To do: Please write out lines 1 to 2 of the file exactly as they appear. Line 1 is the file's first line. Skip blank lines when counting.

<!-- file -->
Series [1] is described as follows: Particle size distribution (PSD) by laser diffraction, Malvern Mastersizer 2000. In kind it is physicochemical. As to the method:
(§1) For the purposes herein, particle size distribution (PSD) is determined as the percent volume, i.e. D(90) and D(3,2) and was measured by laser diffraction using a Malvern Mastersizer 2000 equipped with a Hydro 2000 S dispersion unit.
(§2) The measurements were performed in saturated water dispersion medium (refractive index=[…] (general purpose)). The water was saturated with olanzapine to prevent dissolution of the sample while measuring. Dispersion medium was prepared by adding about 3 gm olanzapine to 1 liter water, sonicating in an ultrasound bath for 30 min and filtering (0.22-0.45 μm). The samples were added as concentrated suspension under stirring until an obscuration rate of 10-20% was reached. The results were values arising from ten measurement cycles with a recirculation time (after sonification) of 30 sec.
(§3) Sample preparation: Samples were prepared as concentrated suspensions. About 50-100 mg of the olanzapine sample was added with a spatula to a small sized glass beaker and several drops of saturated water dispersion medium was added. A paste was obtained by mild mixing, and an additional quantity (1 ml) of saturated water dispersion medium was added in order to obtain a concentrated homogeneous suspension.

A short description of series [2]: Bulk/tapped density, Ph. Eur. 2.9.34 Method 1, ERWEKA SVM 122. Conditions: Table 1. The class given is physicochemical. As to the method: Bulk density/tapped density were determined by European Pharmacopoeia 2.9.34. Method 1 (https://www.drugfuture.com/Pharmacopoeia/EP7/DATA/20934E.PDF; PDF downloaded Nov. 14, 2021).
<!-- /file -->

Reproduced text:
Series [1] is described as follows: Particle size distribution (PSD) by laser diffraction, Malvern Mastersizer 2000. In kind it is physicochemical. As to the method:
(§1) For the purposes herein, particle size distribution (PSD) is determined as the percent volume, i.e. D(90) and D(3,2) and was measured by laser diffraction using a Malvern Mastersizer 2000 equipped with a Hydro 2000 S dispersion unit.